# Parallel Sheets and Electric Fields

1. Apr 15, 2010

### prototech

1. The problem statement, all variables and given/known data
[PLAIN]http://img532.imageshack.us/img532/1460/problemjh.png [Broken]

2. Relevant equations
Electric field from infinite plane:
$$E = \frac{\sigma }{2\varepsilon _{0}}$$

3. The attempt at a solution
I'm pretty sure that at region 2, the total electric field is 0 since all the charges on the surface will distribute themselves. I've attempted drawing the vectors for the electric fields except for region 1. My work is the one in red.
[PLAIN]http://img62.imageshack.us/img62/149/problemattemp.png [Broken]

Last edited by a moderator: May 4, 2017
2. Apr 16, 2010

### ehild

You know the surface charge density of the insulating plane, and Gauss Law predicts the electric field due to this homogeneous charge distribution. You draw correctly that the electric field lines are normal to the planes. As the field lines can start and end only in charges, and the field is homogeneous and normal to the the plane at the insulating sheet, it must be the same in the whole region 3.
You are also right stating that E=0 inside the metal plate. You can apply Gauss' Law: What should be the charge density on the bottom surface of the metal sheet? The metal is neutral, so what is the surface charge density on the top surface? What is the electric field strength then in region 1?

ehild

3. Apr 16, 2010

### prototech

I believe at the top of the conducting sheet is the charge density is +σ and at the bottom the sheet is -σ.

Sorry about the notation. I was trying to use region 2 to calculate the magnitude of the electric field vectors and use superposition. At region 2, the total electric field is 0. E1 is the electric field caused by the + charges on the insulating plate (σ1). E2 and E3 come from when I assume that the top conductor is neutral: |σ2| = |σ3| (magnitude of the charge densities are equal, but they have opposite directions: σ2 = -σ3).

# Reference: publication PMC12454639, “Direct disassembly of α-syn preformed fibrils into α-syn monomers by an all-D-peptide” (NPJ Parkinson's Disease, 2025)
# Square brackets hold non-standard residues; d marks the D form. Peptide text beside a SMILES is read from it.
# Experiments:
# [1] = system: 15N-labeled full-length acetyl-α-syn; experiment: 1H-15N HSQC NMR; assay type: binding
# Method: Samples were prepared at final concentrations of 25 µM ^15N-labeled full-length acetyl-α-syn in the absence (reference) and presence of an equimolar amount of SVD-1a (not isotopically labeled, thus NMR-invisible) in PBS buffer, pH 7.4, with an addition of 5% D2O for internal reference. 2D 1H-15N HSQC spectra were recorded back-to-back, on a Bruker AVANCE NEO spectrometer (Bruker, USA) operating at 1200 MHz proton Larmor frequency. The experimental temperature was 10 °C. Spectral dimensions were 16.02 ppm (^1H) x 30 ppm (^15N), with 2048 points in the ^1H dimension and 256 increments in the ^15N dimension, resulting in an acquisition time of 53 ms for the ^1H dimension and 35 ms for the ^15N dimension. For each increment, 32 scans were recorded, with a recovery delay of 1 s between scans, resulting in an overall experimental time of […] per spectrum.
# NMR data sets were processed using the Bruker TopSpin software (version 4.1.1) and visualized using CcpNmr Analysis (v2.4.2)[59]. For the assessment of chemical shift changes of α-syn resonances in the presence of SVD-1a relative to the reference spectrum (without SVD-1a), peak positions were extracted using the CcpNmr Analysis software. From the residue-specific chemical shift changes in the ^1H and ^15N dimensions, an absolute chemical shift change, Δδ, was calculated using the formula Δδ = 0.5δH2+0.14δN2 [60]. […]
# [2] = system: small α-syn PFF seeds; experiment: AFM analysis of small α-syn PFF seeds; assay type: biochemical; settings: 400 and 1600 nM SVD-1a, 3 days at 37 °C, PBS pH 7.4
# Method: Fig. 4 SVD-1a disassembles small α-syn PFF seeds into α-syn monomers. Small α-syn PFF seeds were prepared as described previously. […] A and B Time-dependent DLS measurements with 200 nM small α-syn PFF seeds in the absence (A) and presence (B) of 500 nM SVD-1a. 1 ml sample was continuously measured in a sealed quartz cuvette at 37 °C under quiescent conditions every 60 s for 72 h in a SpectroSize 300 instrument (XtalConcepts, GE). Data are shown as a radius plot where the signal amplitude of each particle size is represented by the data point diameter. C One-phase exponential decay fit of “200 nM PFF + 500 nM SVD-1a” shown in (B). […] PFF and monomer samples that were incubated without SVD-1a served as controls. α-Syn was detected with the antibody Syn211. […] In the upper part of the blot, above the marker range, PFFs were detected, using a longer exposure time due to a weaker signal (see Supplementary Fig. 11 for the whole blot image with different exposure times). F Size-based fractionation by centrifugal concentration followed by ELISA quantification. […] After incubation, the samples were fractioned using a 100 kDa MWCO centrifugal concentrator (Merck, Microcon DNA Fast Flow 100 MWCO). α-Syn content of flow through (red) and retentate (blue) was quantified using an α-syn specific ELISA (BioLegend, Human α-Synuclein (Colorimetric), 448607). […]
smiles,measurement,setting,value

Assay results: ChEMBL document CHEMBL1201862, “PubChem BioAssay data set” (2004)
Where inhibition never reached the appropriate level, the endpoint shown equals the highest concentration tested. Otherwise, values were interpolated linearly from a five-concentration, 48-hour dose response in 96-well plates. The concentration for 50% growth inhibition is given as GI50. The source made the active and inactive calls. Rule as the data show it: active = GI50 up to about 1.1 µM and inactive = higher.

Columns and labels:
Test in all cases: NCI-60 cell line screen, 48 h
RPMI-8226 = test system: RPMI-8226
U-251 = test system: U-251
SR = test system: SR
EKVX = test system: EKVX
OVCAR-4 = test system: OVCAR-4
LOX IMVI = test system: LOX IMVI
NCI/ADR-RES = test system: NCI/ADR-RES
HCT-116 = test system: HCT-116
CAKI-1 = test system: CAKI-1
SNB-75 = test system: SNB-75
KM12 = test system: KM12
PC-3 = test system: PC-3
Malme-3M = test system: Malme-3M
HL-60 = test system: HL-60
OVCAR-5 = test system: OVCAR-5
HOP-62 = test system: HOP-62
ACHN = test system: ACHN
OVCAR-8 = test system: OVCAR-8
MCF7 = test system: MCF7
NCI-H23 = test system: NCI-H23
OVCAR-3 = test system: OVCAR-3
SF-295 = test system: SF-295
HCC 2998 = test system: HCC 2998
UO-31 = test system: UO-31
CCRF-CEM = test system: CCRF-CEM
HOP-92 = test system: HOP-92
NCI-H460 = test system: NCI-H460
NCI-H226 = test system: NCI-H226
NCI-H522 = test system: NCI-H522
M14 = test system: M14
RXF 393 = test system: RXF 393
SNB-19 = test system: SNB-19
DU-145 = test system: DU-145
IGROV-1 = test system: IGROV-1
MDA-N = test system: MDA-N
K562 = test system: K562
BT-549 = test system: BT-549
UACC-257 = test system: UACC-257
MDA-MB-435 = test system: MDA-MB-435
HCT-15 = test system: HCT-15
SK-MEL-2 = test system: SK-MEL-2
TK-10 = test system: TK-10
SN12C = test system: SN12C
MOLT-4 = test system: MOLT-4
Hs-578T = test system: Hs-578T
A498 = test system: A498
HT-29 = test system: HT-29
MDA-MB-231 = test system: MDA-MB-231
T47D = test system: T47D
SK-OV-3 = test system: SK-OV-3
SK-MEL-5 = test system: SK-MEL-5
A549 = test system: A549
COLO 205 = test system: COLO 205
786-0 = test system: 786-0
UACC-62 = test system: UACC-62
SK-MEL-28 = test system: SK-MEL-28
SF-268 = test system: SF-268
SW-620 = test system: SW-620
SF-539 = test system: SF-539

Using the fact that at region 2 the total electric field is 0, so:
$$\vec{E}_{tot} = \vec{E}_{1} - \vec{E}_{2} - \vec{E}_{3}$$

$$\frac{\sigma_{1} }{2\varepsilon _{0}} - \frac{\left |\sigma_{2} \right | }{2\varepsilon _{0}} - \frac{\left |\sigma_{3} \right | }{2\varepsilon _{0}} = 0$$

$$\frac{\sigma_{1} }{2\varepsilon _{0}} - 2\frac{\left |\sigma_{2} \right |}{2\varepsilon _{0}} = 0$$

$$\left |\sigma_{2} \right | = \frac{\sigma }{2}$$

So I found the magnitudes of the electric fields. Now I guess I just needed to then find the directions of the electric fields and then take their sum at their regions. So far, I think regions 1 and 4 have the same electric fields and they're both negative from they way I drew the vectors. Region 3 is positive because the vectors E2 and E3 cancel, leaving E1.

4. Apr 17, 2010

### ehild

I see now what you did. You replaced the metal sheet with two homogeneously charged parallel planes. Do not forget that the electric field lines originate from positive charges or come from infinity, and they end in the negative ones or in infinity. It is true that sigma(2) and sigma(3) are half of sigma(1), but sigma(2) has to be negative and sigma(3) positive.

I redraw your picture, to make it a bit more clear for me. The arrows at the charges show the field lines emerging from or entering to them. The field is opposite at the opposite sides of a charged plane.

Now it is easy to decide the resultant field vector in all region.

ehild

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